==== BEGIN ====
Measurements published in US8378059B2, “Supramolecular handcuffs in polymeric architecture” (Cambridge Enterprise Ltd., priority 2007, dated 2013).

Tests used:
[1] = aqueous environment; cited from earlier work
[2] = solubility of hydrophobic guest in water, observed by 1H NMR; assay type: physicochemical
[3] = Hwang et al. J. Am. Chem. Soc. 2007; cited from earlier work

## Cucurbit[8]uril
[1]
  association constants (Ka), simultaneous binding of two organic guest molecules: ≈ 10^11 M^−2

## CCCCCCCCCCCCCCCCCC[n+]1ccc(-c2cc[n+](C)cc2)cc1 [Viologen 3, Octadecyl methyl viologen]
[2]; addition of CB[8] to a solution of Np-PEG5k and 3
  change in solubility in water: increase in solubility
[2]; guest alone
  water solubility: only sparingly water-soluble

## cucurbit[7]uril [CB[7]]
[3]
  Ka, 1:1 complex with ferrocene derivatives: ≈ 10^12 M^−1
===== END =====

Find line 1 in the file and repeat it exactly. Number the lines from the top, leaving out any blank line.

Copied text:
Measurements published in US8378059B2, “Supramolecular handcuffs in polymeric architecture” (Cambridge Enterprise Ltd., priority 2007, dated 2013).